People on low incomes have similar diets to the rest of the population, a government report has said.
We should all try to avoid unhealthy foods, say the FSA
The Food Standards Agency found that contrary to popular belief, nutrition, access to food and cooking skills are not much different in poorer families.
However, the agency pointed out that the whole population was not eating as healthily as it should be.
Public health experts said the results were surprising but showed everyone needed to eat a better diet.
There had been concern that diets among those on the lowest incomes were extremely poor and they faced more barriers to healthy eating.
Poor diets can lead to chronic disease, such as heart disease and cancer, and contribute to obesity.
But a survey of 3,500 people on low incomes found that the food they were eating, although not particularly healthy, was similar to the general population.
Also 80% said they shopped mainly at a large supermarket and most had good cooking and food storage facilities at home.
Around 91% of women and 64% of men in the study claimed to be able to "cook from basic ingredients".
Areas of the diet that were slightly worse in the survey, which covered the poorest sixth of the population, were consumption of fruit and vegetables and intake of sugar, particularly sugary drinks.
Levels of obesity were found to be very high - 62% of men, 63% of women, 35% of boys and 34% of girls were overweight or obese - but the FSA said this also mirrors the high levels within the general UK population.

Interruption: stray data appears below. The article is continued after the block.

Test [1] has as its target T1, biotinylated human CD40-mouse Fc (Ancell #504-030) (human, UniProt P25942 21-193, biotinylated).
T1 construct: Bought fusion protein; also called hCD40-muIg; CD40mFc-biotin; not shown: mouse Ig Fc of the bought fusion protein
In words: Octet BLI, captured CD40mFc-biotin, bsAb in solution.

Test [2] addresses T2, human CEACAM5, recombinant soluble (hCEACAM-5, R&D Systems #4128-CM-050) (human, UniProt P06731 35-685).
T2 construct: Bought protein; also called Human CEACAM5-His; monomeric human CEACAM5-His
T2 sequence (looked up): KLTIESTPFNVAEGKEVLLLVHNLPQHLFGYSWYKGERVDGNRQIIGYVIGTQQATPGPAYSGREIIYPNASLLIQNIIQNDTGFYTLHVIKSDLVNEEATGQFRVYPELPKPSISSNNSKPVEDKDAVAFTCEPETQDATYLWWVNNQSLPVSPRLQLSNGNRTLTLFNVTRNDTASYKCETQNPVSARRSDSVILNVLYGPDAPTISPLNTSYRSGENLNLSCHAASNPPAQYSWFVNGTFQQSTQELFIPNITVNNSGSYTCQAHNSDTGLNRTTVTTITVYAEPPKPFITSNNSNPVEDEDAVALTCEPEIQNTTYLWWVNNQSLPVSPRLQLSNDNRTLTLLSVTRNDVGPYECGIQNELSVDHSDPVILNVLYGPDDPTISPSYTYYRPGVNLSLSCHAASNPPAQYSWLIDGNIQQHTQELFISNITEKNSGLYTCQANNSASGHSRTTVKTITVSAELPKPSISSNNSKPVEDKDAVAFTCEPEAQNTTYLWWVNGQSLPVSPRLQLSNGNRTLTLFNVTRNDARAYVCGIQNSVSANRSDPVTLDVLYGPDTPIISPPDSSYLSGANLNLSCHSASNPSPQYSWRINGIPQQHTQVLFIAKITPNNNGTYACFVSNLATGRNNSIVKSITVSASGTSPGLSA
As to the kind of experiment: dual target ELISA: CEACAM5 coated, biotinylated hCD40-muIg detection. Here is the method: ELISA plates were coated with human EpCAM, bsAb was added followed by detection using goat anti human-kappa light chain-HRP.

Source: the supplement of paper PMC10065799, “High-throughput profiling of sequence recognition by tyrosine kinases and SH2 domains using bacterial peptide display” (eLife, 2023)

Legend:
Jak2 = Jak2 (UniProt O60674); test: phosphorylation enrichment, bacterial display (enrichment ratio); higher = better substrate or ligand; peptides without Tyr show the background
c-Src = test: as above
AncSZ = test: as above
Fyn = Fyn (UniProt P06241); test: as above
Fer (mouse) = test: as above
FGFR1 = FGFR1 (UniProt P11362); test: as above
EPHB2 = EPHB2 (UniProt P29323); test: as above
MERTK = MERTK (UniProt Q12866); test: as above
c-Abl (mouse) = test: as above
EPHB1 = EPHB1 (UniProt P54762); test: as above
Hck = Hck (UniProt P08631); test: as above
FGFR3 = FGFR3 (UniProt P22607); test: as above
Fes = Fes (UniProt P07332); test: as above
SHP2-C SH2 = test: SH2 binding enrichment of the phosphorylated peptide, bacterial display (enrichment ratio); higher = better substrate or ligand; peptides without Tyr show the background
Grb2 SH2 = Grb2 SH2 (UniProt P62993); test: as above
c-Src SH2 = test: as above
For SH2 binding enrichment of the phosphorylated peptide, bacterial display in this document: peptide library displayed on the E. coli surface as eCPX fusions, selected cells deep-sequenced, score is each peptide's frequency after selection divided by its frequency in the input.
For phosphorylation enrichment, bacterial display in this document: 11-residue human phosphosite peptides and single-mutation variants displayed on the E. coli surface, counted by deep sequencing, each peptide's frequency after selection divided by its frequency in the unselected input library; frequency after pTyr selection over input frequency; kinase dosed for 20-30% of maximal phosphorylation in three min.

The survey found higher levels of smoking and alcohol consumption, together with lower levels of activity, than the general population.
Rosemary Hignett, head of nutrition at the FSA said: "The encouraging news from this research is that the gap between the diets of people on low incomes and those of the rest of the population is not as big as some feared.
"It is also positive that most people in this group say they feel confident about their cooking skills, have reasonable kitchen facilities and access to large supermarkets.
"However, the bad news is that this group - like the general population - are not eating as healthily as they could be.
"Small changes to diet can make a big difference to health so we urge everyone to think about the food that they and their family are eating."
Dr Alan Maryon Davis, president of the Faculty of Public Health said the results were surprising and experts had always thought the gap was bigger.
Although he added that if the results were compared with those in the most affluent sixth of the population there would probably be a greater difference.
"It's encouraging people in the lowest income bracket are not eating a worse diet than the bulk of the population but, and it's a big but, the bulk of the population is not eating a healthy diet," he said.
British Retail Consortium director general Kevin Hawkins said: "This report confirms that British retailers have made healthy food accessible to families of all incomes.
"Today an average trolley of food from the supermarket costs 7% less in real terms than it did in 2000 and 15% less than in 1990."